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LAUSD Teachers Strike May Be Delayed By A Few Days

United Teachers Los Angeles President Alex Caputo-Pearl, left, joins teachers at a rally in downtown Los Angeles on Dec. 15, 2018. (Damian Dovarganes/AP)
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Teachers in the Los Angeles Unified School District may not be able to begin their strike, as planned, on Jan. 10 -- the date they had picked to begin their work stoppage if they hadn't yet reached a contract deal with district management.

Instead, the strike may be delayed until Jan. 14. That's because of a disagreement about when and whether United Teachers Los Angeles officials filed the right paperwork giving formal notice of its intent to strike, according to a statement from the union sent Sunday.

In the statement, UTLA leaders said they plan to "proactively" go to court in the coming week to ensure its members -- more than 30,000 LAUSD teachers, counselors, nurses and social workers -- can strike on January 10 as planned. Union officials believe their original strike date should still stand.

If the strike date is delayed, that could mean not only more time for negotiators to hammer out a last-minute deal -- which has eluded both sides for almost two years -- and more time for the parents of 480,000 LAUSD students to make contingency plans.

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READ MORE: A comprehensive guide to the UTLA-LAUSD dispute, including a breakdown of the issues at stake.


UTLA and LAUSD leaders are still set to meet Monday for their first face-to-face negotiation session since at least early December. Both UTLA president Alex Caputo-Pearl and LAUSD superintendent Austin Beutner -- who, for the most part, have left their bargaining delegations to conduct in-person talks -- are set to personally join the discussion.

Some uncertainty still loomed over the location of the Monday meeting. At the end of last week, LAUSD officials told union negotiators that Mayor Eric Garcetti had offered L.A. City Hall as a meeting place. As of late Sunday, there was still confusion about whether the two sides would meet at LAUSD's headquarters building, known as Beaudry, or take the mayor up on his offer.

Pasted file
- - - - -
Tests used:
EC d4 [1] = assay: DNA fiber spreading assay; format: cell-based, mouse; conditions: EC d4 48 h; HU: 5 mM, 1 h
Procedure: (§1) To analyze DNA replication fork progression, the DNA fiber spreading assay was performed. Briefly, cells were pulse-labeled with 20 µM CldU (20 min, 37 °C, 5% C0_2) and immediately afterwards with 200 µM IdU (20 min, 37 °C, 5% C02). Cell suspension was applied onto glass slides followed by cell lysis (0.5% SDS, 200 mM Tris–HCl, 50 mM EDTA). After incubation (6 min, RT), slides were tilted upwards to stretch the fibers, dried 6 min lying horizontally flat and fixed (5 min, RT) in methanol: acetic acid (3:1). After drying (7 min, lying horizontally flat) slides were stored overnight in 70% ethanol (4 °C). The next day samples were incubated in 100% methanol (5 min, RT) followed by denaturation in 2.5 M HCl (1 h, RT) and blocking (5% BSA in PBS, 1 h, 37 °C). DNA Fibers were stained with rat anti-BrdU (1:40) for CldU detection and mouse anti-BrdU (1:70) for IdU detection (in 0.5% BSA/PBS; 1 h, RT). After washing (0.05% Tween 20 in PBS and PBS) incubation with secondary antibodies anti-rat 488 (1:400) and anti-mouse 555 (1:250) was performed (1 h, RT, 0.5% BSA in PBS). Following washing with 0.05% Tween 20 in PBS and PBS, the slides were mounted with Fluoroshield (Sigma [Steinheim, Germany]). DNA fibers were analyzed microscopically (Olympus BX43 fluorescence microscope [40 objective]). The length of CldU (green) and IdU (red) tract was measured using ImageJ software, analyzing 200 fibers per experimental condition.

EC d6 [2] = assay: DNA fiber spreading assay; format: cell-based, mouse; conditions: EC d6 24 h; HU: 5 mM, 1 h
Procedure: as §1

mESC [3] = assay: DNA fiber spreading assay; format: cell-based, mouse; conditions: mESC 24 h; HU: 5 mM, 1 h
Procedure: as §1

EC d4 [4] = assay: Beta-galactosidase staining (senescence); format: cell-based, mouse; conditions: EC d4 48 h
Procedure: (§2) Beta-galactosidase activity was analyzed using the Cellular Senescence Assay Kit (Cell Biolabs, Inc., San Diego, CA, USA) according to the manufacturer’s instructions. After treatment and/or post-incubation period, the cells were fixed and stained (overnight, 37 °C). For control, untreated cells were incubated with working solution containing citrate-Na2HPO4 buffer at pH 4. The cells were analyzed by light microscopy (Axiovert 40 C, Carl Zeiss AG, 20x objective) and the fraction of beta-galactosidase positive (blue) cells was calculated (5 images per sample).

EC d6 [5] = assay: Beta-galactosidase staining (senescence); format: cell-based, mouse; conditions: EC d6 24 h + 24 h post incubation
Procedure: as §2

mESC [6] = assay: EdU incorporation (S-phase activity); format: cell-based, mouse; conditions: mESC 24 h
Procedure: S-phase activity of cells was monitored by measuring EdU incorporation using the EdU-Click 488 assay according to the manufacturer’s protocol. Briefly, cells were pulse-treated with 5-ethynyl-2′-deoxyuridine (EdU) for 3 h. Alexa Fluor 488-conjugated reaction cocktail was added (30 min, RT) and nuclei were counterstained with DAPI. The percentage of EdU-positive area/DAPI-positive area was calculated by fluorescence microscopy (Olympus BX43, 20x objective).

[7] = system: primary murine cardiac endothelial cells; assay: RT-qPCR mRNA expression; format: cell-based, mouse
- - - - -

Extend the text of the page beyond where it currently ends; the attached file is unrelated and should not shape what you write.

Nevertheless, the Monday meeting appears to be on -- despite legal and public-relations vollies the two sides have continued to trade in recent days.

"We are going into bargaining with an open mind," read Sunday's UTLA statement, "but the onus is on Beutner to give us something different instead of more of the same unacceptable proposals."

"People are counting on us to solve this," Beutner said in an interview Sunday with KPCC/LAist. "Those same students and families that are going to be impacted by the strike are counting on us to put past frustrations aside."


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The leaders' comments come two days after a federal judge rejected, at least for now, the district's attempt to block UTLA members who serve students with disabilities from striking.

District lawyers had filed the request Thursday, arguing a strike might throw the district out of compliance with a 1996 legal settlement that requires LAUSD to provide better services to students with disabilities.

But on Friday, U.S. District Court Judge Ronald Lew turned the district down on technical grounds, saying district officials were "attempting, prematurely, to bring an unrelated party into a long-settled dispute without any explanation as to how UTLA would be legally liable."

The judge, however, did leave open the door for the district to file a new lawsuit that might block special education teachers from striking.

Senior Editor Paul Glickman contributed to this story.

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